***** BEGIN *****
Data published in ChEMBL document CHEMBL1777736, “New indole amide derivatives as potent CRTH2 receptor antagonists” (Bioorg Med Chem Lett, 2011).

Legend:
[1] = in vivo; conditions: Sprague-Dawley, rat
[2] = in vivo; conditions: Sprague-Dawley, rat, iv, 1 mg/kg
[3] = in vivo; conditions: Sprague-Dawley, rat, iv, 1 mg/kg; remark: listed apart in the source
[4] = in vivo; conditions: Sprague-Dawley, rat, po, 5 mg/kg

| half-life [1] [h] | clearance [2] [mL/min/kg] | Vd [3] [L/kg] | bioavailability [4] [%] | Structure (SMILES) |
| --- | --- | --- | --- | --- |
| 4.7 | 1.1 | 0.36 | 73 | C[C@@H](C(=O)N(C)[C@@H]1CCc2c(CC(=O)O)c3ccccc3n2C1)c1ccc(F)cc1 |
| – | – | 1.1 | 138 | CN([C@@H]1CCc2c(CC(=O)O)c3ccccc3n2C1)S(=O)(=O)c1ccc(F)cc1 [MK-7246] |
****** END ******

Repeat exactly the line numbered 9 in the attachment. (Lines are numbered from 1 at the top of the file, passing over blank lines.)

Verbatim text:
| 4.7 | 1.1 | 0.36 | 73 | C[C@@H](C(=O)N(C)[C@@H]1CCc2c(CC(=O)O)c3ccccc3n2C1)c1ccc(F)cc1 |